A prominent Uighur writer, who had been held at an internment camp in China’s Xinjiang region, has died, his family members told VOA.
Nurmuhammad Tohti, a well-known writer in Xinjiang's Uighur community, was picked up by state authorities last year from his home and taken to the controversial internment camps for re-education purposes, according to his family members now living in exile in Canada.
Berna Ilchi, Tohti’s granddaughter, told VOA they had not been able to confirm whether Tohti died inside the camp or later at his home because the family in China could not elaborate on circumstances of his death, fearing their phone was tapped by officials.
“We called grandmother [this week] to see if the news of my grandfather passing away that we saw on social media was true. My grandmother said he had passed way eleven days ago,” Ilchi said. She added that she did not know whether her grandfather was tortured to death or medically neglected while he was at the internment camp.
“The truth is that they put a 70-year old man, my grandfather, with diabetes and heart disease inside a concentration camp, and they cannot deny this,” she said.
She added that soon after her phone call, Chinese state authorities inquired about the foreign phone call her family received in Xinjiang.
“What my grandmother did was simply answer a phone call from her family telling them about the passing away of her husband. Why should that be scrutinized?” she asked.
Who is in the camps?
Tohti is not the only intellectual who was taken to the so-called re-education camps, which China vehemently defends as a necessary measure to counter what Chinese officials call the growing threat of extremism in the country.
According to a recent report by the Uighur Human Rights Project, a Washington-based reporting and advocacy organization, hundreds of journalists, students and intellectuals of the Uighur community have been forcibly taken to the state-run internment camps.
The report, Detained and Disappeared: Intellectuals Under Assault in the Uighur Homeland, charges that based on testimonies of close relatives of those detained, currently there are more than 380 known cases of intellectuals interned, disappeared or imprisoned, including 101 students and 285 scholars, artists and journalists.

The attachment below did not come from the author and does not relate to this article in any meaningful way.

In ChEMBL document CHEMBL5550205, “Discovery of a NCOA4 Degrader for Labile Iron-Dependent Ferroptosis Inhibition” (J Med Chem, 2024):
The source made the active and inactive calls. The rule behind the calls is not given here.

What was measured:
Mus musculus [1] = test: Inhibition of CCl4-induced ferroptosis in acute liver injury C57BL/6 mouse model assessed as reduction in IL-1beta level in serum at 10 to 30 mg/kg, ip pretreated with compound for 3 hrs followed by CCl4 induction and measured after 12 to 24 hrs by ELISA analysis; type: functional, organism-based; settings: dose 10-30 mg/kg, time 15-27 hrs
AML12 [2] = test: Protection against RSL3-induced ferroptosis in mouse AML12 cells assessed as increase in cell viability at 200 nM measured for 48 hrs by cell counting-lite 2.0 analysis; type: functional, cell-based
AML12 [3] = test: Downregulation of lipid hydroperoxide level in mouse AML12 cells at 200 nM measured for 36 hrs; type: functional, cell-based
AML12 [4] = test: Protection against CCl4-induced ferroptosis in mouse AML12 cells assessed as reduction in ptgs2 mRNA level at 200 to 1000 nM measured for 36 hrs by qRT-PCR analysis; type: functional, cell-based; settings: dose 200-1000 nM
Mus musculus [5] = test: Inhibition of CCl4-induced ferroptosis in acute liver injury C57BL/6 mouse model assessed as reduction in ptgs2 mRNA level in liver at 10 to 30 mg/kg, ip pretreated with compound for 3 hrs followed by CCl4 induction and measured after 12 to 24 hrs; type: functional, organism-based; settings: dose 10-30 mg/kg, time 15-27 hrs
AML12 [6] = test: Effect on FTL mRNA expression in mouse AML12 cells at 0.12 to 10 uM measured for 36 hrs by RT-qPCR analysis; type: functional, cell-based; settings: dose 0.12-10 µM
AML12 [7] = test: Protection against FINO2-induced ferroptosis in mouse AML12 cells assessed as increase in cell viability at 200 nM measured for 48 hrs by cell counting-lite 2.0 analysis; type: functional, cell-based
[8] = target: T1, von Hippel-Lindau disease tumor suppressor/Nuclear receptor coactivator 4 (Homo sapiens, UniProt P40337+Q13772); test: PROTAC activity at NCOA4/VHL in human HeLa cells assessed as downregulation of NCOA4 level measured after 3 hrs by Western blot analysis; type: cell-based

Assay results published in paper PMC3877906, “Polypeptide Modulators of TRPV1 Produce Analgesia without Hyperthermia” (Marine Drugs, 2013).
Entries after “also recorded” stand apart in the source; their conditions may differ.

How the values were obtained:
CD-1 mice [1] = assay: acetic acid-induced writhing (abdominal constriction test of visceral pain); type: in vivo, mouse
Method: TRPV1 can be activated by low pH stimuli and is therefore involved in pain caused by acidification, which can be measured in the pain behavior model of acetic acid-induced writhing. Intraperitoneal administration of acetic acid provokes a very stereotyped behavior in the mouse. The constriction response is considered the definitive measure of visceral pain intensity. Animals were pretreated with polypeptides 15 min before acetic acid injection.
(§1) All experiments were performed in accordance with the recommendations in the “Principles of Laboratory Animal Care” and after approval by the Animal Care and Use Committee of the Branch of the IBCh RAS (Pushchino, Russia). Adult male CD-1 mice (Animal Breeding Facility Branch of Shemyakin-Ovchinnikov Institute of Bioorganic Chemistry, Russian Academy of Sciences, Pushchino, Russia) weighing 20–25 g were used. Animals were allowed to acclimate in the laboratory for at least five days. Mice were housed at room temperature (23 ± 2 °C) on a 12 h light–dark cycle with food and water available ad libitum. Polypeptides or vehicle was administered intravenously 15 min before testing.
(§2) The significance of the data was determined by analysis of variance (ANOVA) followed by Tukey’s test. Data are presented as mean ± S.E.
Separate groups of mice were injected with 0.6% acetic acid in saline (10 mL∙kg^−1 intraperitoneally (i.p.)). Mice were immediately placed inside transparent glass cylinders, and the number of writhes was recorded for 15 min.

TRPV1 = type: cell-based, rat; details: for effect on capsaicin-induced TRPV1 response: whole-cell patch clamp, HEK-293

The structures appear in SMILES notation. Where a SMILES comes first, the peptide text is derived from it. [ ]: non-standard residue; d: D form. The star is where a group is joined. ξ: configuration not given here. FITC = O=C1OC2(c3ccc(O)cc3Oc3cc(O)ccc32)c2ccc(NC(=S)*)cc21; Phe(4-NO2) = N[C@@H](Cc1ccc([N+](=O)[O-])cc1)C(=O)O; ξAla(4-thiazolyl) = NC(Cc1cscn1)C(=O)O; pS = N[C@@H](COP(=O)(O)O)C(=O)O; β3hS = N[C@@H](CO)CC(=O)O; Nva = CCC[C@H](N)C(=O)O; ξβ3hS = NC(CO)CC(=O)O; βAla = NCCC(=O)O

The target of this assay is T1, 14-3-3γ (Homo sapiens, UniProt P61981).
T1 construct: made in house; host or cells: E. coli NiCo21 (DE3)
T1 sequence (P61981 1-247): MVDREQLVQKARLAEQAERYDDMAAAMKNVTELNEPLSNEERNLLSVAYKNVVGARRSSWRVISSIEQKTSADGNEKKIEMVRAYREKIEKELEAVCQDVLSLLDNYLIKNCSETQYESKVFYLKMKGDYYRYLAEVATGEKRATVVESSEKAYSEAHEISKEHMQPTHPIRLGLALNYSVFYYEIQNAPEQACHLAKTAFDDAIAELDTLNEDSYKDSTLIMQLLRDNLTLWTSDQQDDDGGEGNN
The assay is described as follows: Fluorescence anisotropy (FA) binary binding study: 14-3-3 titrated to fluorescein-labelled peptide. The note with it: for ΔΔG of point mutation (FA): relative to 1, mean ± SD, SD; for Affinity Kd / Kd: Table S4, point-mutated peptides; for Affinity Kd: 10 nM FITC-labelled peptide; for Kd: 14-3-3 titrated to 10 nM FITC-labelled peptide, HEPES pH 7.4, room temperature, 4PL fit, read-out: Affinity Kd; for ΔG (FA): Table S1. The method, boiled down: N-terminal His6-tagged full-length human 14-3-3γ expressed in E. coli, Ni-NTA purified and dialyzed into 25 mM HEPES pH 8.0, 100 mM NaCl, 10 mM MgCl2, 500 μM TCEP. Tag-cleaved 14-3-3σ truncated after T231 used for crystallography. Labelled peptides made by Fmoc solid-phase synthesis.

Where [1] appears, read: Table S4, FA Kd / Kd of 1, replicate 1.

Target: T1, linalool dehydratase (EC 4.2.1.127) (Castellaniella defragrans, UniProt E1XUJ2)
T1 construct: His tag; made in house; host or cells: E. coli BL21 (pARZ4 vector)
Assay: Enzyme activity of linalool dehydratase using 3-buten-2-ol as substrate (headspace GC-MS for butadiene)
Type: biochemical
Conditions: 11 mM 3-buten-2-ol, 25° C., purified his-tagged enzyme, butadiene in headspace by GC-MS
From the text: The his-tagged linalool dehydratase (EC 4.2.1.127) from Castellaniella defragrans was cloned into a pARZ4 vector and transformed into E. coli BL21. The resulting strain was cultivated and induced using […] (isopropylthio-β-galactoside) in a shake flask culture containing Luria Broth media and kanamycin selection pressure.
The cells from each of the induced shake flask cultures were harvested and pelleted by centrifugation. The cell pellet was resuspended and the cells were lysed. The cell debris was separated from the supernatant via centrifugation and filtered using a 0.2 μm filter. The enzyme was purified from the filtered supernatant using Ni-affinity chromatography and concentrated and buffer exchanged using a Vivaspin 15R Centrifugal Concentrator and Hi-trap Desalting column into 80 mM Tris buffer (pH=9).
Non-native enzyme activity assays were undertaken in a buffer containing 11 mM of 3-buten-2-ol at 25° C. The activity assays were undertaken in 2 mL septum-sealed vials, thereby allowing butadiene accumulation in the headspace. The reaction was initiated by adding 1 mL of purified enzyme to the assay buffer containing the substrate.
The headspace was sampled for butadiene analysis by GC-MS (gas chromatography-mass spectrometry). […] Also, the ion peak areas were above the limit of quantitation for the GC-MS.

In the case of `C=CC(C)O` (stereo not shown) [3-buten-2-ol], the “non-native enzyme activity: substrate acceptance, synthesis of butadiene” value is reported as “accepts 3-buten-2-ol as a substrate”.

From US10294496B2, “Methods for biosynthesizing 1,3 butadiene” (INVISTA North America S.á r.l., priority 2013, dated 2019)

Henryk Szadziewski, a senior researcher at the Uighur Human Rights Project and one of the authors of the report, told VOA family members of these interned intellectuals living overseas have little if any information about the well-being or whereabouts of their loved ones.
China's internment camps have been criticized by international rights organizations and Western governments, including the United States. They accuse the Chinese government of violating the basic human rights of Uighurs.
China defends the camps, calling them “vocational training centers.”
Last week, on the 30th anniversary of the Tiananmen Square protest that was followed by a military crackdown on peaceful protests, U.S. Secretary of State Mike Pompeo said in a statement that "Chinese citizens have been subjected to a new wave of abuses, especially in Xinjiang, where the Communist Party leadership is methodically attempting to strangle Uighur culture and stamp out the Islamic faith, including through the detention of more than 1 million members of Muslim minority groups.”
“Even as the party builds a powerful surveillance state," he added, "ordinary Chinese citizens continue to seek to exercise their human rights, organize independent unions, pursue justice through the legal system and simply express their views, for which many are punished, jailed and even tortured.”
China’s Ministry of Foreign Affairs downplayed the issue. Spokesman Geng Shuang called Pompeo’s criticism interference in China’s internal affairs.
“What really matters is whether he [Pompeo] is willing to know about the real Xinjiang," said Shuang. "It will be a totally different matter if he chooses to ignore the facts, becomes obsessed in telling lies and fallacies, and attempts to interfere in China's internal affairs under the pretext of human rights and religion.”
Szadziewski of the Uighur Human Rights Project says he believes China’s broader strategy behind its targeting of ethnic Uighurs is to erase their identity.
“This is about a particular kind of displacement which would remove Uighurs from ties to their homeland and confirm the territorial consolidation of Xinjiang for Chinese Communist Party,” he said.
“It’s not only about reconfiguring the region but also about reconfiguring the people of this region [Xinjiang], the Uighurs. I mean the tangible and intangible dimensions,” he added.